Today's media report that over half of all insured Americans are taking prescribed medications on a regular basis for chronic ailments. (The Morning Call, 5/14/08, p. A4)
A few years ago I would have counted myself in the other half, and I resented the automatic question by health care providers "What meds are you on?" The assumption that everyone my age would be on medications implied that pharmaceuticals are a normal part of life, a reality that would obviously benefit the companies that produce these medications and spend millions of dollars to relentlessly promote them.
Then slowly I began to take a few medications regularly, to control my stomach pain and my asthma. Eventually I added prescription pills for hypothyroidism and ointments for lichen sclerosis. I take aspirin for arthritic pain and to keep my blood flowing through plaque-lined vessels. Frankly I'm thankful for the relief I get, and for the ability to do the things I want to do.
But I'm still very uneasy with the normalcy of 'taking meds.' I would argue that we do not lead normal lives in today's fast-paced, competitive, polluted world, where our food, water and air are compromised in so many ways. Instead of taking medications we would be better served by improving the conditions in which we live, something that we can do to a minor extent individually. However the policies of our government and the lifestyle models that dominate our media must be changed by a larger effort, starting with the dialogue and consciousness- raising that this blog intends.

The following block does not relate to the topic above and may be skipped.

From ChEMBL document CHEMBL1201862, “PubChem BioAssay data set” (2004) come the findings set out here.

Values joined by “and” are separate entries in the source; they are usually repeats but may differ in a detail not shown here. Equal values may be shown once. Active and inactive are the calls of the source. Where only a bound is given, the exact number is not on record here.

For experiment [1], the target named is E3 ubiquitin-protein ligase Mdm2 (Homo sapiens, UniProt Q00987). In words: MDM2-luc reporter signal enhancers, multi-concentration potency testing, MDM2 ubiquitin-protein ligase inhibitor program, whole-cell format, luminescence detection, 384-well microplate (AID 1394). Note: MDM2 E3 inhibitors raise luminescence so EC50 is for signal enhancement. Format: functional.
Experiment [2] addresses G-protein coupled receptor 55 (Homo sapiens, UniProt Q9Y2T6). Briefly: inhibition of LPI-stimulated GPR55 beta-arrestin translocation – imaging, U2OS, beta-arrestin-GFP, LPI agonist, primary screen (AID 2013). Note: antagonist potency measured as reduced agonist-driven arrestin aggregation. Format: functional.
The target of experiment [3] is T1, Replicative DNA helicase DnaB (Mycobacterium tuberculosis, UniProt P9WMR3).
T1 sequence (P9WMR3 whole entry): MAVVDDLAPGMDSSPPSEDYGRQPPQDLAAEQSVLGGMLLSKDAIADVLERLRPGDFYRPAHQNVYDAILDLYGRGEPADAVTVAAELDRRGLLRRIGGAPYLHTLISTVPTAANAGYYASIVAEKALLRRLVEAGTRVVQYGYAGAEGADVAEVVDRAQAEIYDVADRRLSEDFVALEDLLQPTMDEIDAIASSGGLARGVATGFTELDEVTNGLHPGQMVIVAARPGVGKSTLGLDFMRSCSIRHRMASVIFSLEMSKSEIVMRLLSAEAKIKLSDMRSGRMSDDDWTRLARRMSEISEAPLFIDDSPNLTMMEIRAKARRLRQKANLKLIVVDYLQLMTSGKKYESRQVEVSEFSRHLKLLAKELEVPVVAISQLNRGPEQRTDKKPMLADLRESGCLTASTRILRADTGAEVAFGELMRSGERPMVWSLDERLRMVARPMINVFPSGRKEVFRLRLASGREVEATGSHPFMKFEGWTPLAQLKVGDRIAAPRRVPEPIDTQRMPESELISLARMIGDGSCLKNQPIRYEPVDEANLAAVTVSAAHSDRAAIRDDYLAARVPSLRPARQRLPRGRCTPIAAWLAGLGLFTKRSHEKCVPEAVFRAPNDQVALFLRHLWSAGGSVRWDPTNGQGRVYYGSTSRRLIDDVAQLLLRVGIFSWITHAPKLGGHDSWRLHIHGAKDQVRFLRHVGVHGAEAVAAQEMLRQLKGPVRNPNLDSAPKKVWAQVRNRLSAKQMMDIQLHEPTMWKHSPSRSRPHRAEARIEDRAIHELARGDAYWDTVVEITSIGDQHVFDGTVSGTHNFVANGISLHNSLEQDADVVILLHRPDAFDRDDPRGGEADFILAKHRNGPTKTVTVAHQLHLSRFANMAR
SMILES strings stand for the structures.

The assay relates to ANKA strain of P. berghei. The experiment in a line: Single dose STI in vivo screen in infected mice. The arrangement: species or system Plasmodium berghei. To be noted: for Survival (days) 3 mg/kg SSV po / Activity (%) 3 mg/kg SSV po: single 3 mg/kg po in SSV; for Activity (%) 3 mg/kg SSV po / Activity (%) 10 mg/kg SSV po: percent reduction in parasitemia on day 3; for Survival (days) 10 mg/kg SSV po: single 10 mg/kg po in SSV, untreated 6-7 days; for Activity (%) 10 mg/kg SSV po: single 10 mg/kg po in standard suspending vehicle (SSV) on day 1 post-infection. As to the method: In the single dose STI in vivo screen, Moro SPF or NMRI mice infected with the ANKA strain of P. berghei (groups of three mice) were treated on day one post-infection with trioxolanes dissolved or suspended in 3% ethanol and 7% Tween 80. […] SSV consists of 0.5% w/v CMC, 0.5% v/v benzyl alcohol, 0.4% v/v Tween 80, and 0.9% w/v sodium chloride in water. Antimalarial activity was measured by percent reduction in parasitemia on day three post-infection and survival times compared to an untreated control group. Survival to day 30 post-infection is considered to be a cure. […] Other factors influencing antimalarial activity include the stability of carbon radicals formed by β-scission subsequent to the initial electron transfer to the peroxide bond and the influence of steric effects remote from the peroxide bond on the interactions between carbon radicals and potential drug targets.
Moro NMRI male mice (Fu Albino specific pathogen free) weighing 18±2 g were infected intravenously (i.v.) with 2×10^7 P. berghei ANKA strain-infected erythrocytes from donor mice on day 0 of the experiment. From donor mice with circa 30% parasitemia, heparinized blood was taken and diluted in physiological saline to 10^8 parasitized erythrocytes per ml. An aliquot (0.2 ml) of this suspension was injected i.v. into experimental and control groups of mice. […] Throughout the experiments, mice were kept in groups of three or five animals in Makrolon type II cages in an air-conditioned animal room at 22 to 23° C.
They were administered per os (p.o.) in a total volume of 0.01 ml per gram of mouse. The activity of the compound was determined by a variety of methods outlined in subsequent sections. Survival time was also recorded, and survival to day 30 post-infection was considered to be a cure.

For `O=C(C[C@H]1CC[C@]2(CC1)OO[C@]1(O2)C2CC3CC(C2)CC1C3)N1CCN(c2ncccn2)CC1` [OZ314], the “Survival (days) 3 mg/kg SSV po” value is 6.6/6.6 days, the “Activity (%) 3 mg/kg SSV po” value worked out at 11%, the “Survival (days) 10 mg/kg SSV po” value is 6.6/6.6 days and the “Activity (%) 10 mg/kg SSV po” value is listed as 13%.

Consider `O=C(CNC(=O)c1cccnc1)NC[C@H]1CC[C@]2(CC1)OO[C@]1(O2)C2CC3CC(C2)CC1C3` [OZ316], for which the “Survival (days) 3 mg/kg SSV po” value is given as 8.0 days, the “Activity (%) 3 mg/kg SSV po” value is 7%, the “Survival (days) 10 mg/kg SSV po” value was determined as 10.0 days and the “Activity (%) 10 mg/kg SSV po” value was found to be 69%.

I know that my medications are at least in part related to my lifestyle. When I went to Brazil for two months this past winter, after six weeks of breathing the air of the high central plateau, walking at least a mile every day, eating closer to the land, including milk, cheese and meat from grass-fed cattle, and living without the pressures and alienation that I've experienced in my US life, I was off most of my medications: no anti-histamines, Advair, aspirin, Prilosec.